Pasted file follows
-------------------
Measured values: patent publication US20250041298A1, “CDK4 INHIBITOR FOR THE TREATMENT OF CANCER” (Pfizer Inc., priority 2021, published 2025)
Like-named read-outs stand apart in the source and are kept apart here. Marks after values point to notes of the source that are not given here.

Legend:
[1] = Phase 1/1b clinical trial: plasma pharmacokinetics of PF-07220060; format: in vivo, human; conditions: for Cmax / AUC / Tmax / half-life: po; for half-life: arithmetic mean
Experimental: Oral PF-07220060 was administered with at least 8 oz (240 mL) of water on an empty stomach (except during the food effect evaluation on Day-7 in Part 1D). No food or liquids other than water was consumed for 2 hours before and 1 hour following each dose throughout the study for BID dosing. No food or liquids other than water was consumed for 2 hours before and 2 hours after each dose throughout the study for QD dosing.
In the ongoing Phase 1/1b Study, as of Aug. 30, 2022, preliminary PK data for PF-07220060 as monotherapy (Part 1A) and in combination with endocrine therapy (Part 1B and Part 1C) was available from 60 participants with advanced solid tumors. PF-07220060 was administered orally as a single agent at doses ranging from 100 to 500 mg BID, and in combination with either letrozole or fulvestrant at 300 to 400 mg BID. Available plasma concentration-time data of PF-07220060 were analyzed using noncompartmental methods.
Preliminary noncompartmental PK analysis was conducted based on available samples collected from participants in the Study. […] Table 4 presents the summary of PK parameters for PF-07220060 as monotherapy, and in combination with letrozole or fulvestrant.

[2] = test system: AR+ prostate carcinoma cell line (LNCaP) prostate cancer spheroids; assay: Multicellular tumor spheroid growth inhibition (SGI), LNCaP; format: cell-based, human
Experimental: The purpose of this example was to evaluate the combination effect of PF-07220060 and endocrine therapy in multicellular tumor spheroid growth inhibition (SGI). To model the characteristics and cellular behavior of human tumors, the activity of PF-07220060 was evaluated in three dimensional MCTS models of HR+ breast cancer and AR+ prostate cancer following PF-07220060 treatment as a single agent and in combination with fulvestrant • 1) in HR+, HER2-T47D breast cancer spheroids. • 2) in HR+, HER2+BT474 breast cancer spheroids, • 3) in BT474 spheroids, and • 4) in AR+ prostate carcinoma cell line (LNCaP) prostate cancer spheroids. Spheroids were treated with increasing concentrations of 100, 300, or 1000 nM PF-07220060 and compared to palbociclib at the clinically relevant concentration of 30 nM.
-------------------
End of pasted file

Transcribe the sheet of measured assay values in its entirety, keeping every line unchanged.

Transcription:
Measured values: patent publication US20250041298A1, “CDK4 INHIBITOR FOR THE TREATMENT OF CANCER” (Pfizer Inc., priority 2021, published 2025)
Like-named read-outs stand apart in the source and are kept apart here. Marks after values point to notes of the source that are not given here.

Legend:
[1] = Phase 1/1b clinical trial: plasma pharmacokinetics of PF-07220060; format: in vivo, human; conditions: for Cmax / AUC / Tmax / half-life: po; for half-life: arithmetic mean
Experimental: Oral PF-07220060 was administered with at least 8 oz (240 mL) of water on an empty stomach (except during the food effect evaluation on Day-7 in Part 1D). No food or liquids other than water was consumed for 2 hours before and 1 hour following each dose throughout the study for BID dosing. No food or liquids other than water was consumed for 2 hours before and 2 hours after each dose throughout the study for QD dosing.
In the ongoing Phase 1/1b Study, as of Aug. 30, 2022, preliminary PK data for PF-07220060 as monotherapy (Part 1A) and in combination with endocrine therapy (Part 1B and Part 1C) was available from 60 participants with advanced solid tumors. PF-07220060 was administered orally as a single agent at doses ranging from 100 to 500 mg BID, and in combination with either letrozole or fulvestrant at 300 to 400 mg BID. Available plasma concentration-time data of PF-07220060 were analyzed using noncompartmental methods.
Preliminary noncompartmental PK analysis was conducted based on available samples collected from participants in the Study. […] Table 4 presents the summary of PK parameters for PF-07220060 as monotherapy, and in combination with letrozole or fulvestrant.

[2] = test system: AR+ prostate carcinoma cell line (LNCaP) prostate cancer spheroids; assay: Multicellular tumor spheroid growth inhibition (SGI), LNCaP; format: cell-based, human
Experimental: The purpose of this example was to evaluate the combination effect of PF-07220060 and endocrine therapy in multicellular tumor spheroid growth inhibition (SGI). To model the characteristics and cellular behavior of human tumors, the activity of PF-07220060 was evaluated in three dimensional MCTS models of HR+ breast cancer and AR+ prostate cancer following PF-07220060 treatment as a single agent and in combination with fulvestrant • 1) in HR+, HER2-T47D breast cancer spheroids. • 2) in HR+, HER2+BT474 breast cancer spheroids, • 3) in BT474 spheroids, and • 4) in AR+ prostate carcinoma cell line (LNCaP) prostate cancer spheroids. Spheroids were treated with increasing concentrations of 100, 300, or 1000 nM PF-07220060 and compared to palbociclib at the clinically relevant concentration of 30 nM.